2. Blazer says:

    Kyle you ROCK!

  3. Ana says:

    This is very sweet. Lots of hard thinking here, about who you are, and how you express it. It’s cool your mom gives you ties.

  4. Rayne says:

    “Putting on those clothes meant I was supposed to behave differently, like a girl and specifically, the way my mother thought girls should behave.”

    That’s how I’ve always felt about dresses. I am a rough and tumble girl and if I put on a dress, I feel like I have to sit, stand, walk like a lady. I can’t just drop what I’m doing and go climb a tree or play in the dirt (yes, I do still climb trees and play in the dirt).

    Thanks for this post.

  5. I remember a butch friend telling me how her mom once forced her to wear a dress when she was in elementary school. She kept protesting, but her mom told her not to be silly, that she looked “cute”.

    She spent the day in the restroom, humiliated and getting sick, refusing to come out, until the teachers discovered her and called her mom to come pick her up.”

    I consider this to be absolute proof of nature vs. nurture. Some things in us are just bigger and badder than the way we were raised. We need to honor that in kids, in everybody.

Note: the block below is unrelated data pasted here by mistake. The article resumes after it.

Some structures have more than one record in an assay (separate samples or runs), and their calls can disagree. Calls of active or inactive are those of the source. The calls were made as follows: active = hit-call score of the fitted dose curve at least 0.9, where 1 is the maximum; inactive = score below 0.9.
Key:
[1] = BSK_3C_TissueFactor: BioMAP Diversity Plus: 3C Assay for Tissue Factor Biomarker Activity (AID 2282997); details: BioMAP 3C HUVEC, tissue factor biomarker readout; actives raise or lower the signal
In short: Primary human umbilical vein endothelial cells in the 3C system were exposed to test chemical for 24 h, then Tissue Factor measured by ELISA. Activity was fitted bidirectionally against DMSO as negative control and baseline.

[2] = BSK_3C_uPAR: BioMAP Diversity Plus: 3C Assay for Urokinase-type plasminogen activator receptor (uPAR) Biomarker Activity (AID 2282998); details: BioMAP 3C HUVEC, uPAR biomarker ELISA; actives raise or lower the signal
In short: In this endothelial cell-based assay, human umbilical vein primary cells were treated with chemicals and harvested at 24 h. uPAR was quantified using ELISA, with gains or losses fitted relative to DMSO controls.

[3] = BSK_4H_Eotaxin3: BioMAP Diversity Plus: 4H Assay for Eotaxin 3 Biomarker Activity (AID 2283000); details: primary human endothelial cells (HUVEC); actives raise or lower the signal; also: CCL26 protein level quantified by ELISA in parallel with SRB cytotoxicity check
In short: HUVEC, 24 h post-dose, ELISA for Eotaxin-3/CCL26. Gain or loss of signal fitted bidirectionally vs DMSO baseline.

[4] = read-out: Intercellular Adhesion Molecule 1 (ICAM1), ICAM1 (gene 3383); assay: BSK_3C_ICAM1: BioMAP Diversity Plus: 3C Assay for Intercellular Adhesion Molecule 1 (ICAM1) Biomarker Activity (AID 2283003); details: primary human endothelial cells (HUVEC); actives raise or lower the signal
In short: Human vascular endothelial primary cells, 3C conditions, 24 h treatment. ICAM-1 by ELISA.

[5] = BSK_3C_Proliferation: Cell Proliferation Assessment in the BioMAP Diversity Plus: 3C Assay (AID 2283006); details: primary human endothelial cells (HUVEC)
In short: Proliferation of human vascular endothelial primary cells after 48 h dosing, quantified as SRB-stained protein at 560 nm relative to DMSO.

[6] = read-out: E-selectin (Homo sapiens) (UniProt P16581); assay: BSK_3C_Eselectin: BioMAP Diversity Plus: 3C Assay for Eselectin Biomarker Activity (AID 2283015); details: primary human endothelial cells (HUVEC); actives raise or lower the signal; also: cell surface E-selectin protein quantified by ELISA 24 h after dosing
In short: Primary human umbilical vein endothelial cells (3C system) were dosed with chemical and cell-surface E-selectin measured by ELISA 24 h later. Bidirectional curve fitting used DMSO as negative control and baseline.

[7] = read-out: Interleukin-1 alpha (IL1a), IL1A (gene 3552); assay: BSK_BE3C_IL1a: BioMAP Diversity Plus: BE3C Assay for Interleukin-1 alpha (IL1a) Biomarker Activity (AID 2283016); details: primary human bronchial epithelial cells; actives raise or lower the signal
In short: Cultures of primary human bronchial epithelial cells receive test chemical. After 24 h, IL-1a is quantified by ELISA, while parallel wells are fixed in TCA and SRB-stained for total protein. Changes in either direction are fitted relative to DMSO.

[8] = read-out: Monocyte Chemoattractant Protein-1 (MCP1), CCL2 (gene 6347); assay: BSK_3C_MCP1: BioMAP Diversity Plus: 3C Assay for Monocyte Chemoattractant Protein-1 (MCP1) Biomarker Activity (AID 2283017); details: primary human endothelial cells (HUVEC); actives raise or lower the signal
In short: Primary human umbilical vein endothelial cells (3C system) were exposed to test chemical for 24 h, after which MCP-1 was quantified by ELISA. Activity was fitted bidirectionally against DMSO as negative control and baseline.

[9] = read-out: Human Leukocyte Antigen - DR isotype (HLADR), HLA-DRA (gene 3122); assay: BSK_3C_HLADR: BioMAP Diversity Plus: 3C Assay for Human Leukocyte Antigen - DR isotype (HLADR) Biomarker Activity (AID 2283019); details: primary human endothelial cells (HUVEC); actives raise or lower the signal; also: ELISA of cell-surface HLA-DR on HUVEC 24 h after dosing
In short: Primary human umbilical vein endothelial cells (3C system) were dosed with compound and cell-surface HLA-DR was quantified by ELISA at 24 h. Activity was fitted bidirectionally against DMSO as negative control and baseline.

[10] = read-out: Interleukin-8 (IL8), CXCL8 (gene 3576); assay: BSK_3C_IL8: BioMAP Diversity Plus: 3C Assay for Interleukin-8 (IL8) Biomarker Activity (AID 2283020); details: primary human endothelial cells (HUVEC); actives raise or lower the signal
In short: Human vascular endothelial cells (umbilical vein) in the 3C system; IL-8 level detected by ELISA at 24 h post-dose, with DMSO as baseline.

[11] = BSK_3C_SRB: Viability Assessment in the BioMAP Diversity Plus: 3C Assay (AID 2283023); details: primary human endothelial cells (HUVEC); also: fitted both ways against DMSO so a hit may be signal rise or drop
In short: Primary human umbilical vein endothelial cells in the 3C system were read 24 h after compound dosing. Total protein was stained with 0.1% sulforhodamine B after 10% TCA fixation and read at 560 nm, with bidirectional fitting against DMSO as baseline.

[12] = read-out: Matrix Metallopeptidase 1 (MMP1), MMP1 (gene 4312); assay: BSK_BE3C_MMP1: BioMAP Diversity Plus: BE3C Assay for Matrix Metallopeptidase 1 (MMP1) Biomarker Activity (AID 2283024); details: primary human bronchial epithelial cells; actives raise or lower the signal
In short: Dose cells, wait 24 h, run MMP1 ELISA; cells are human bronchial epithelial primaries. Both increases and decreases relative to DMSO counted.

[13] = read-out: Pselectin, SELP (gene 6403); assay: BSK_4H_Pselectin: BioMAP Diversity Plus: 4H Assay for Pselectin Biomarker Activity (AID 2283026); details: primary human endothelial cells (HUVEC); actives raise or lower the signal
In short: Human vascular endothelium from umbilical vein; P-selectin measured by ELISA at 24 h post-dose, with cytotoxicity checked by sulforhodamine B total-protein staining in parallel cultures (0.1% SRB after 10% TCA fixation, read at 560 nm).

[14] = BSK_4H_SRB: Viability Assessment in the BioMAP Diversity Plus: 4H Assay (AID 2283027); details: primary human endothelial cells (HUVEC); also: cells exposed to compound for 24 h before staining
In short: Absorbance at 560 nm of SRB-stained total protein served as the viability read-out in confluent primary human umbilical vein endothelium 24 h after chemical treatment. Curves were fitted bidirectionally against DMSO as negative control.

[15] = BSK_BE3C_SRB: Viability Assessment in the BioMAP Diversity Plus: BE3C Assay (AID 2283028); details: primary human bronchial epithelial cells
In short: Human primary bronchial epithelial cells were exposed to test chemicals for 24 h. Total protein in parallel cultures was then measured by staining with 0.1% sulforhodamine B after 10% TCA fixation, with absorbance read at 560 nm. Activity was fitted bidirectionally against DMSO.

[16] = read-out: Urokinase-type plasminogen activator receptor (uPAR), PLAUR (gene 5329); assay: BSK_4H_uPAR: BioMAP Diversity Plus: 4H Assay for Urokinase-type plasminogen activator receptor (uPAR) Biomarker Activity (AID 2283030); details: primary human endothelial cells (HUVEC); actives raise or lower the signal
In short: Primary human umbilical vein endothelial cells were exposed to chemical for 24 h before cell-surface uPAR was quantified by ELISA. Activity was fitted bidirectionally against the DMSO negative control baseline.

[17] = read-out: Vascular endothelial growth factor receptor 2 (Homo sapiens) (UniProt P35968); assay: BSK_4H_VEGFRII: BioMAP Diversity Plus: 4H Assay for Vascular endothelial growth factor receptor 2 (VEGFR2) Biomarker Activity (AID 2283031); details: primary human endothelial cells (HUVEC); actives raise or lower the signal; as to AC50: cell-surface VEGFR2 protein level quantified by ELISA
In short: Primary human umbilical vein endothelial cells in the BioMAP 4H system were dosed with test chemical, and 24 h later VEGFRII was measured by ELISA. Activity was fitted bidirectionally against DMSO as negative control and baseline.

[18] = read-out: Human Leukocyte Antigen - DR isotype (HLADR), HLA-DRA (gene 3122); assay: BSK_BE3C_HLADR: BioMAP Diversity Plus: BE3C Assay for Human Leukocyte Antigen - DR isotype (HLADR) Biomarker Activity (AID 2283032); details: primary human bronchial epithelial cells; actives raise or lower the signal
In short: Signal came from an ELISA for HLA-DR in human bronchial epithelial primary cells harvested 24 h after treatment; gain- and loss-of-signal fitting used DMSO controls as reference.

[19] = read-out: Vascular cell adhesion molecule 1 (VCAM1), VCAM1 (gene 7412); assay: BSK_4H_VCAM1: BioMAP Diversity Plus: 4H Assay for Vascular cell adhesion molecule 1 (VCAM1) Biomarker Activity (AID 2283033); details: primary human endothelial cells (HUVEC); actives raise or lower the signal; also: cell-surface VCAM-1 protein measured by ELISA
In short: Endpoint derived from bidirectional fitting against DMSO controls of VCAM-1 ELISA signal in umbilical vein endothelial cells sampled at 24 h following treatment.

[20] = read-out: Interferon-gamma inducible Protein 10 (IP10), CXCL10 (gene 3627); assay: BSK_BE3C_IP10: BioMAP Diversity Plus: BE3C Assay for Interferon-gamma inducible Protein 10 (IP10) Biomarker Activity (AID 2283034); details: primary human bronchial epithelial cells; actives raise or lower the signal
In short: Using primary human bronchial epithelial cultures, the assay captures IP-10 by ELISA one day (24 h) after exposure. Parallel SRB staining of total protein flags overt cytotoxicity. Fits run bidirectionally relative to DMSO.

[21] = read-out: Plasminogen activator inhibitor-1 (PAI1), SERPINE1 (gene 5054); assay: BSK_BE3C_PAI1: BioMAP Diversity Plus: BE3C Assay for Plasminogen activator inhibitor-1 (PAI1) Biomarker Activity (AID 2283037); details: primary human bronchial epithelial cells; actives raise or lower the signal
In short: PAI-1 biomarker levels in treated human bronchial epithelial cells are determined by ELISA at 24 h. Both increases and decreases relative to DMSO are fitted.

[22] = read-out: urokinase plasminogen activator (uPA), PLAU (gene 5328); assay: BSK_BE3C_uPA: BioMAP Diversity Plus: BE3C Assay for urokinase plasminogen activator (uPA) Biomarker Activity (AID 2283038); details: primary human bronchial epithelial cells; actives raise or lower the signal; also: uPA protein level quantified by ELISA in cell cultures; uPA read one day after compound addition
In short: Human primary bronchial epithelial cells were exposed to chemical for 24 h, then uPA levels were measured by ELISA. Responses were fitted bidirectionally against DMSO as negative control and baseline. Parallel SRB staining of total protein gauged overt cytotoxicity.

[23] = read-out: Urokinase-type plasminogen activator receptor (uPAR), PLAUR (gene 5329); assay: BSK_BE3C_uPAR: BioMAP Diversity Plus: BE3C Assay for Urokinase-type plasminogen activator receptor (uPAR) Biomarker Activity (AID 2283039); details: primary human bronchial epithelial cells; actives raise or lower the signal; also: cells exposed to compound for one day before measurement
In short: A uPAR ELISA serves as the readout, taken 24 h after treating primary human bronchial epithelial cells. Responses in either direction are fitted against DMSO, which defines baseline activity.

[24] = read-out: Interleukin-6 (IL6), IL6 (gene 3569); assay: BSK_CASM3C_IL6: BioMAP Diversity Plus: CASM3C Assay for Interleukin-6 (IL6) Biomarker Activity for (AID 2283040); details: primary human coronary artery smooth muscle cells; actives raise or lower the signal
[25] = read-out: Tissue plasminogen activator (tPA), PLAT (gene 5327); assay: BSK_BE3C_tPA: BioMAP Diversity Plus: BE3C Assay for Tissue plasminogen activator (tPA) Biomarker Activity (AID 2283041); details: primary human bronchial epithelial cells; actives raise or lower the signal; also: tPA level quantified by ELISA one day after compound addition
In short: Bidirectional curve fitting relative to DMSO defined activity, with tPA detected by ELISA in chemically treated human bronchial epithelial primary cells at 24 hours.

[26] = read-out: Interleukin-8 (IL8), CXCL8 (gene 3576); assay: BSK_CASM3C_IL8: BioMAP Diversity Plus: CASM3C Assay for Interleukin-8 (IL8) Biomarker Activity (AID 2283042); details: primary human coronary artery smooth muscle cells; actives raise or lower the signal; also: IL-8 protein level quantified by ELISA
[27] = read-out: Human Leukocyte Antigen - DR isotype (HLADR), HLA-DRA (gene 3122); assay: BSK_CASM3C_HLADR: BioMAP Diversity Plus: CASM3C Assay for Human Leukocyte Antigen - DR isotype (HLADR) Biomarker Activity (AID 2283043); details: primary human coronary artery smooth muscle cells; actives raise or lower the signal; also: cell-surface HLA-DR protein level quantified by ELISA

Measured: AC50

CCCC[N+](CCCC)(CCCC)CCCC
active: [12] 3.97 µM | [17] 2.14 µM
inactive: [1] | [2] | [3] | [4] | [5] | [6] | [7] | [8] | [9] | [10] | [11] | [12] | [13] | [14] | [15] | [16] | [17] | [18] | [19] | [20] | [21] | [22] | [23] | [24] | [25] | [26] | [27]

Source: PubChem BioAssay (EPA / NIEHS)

Thanks for the honest post.

  6. Blazer says:

    Back for a longer comment. A few years back I was forced to cross dress for a photo to appear in my company’s ad campaign. While I wasn’t the only one being photographed, all of our producer were as well, I felt incredible humiliation.

    The ad campaign had a medieval theme, so the others looked at a silly costume party they were stuck with attending. They didn’t understand the pride I took in being able to say I had’t worn a dress in decades. What it meant when I finally had control of how I dressed and presented myself.

    I longed to dress up in the armor or chain male but that would have been seen as cross dressing by everyone who saw the ad. Instead I was dressed as a bar wench which was, in fact, cross dressing to me.

    That photo still runs in a trade journal 3 to 4 times a year. No one understands the stab in the gut I feel each time I see it. Sorry to be so windy.